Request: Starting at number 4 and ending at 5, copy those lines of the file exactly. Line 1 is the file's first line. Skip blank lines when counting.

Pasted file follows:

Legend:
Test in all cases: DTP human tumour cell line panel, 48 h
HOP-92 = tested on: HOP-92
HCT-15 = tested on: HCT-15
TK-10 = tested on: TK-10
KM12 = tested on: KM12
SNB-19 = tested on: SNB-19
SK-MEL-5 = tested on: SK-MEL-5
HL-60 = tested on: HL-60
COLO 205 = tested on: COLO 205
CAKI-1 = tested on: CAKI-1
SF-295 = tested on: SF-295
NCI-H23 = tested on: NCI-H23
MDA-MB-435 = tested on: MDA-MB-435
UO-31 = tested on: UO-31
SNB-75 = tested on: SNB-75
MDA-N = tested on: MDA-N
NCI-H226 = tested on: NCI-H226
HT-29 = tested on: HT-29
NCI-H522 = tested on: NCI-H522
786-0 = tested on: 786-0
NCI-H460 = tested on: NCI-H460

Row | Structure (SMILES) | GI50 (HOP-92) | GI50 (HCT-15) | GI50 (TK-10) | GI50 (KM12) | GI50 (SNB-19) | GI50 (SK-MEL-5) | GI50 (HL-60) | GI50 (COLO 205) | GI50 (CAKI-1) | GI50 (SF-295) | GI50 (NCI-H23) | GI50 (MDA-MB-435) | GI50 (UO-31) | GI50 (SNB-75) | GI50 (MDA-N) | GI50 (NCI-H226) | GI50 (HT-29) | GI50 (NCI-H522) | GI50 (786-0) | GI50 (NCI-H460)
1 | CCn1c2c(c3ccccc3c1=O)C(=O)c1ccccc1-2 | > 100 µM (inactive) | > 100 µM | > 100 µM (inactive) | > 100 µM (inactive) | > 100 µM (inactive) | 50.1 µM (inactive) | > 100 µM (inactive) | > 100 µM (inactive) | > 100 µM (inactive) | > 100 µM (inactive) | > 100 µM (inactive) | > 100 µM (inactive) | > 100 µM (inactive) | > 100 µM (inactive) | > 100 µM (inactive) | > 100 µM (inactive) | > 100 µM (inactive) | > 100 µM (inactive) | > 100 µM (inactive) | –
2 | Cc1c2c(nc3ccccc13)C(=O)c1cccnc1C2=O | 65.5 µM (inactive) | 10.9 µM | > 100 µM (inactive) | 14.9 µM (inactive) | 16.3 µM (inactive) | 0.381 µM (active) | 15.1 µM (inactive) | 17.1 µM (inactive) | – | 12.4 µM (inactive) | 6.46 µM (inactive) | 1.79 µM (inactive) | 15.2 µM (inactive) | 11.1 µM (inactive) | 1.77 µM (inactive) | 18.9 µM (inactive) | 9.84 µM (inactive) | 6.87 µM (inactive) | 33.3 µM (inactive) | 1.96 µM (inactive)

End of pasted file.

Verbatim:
HCT-15 = tested on: HCT-15
TK-10 = tested on: TK-10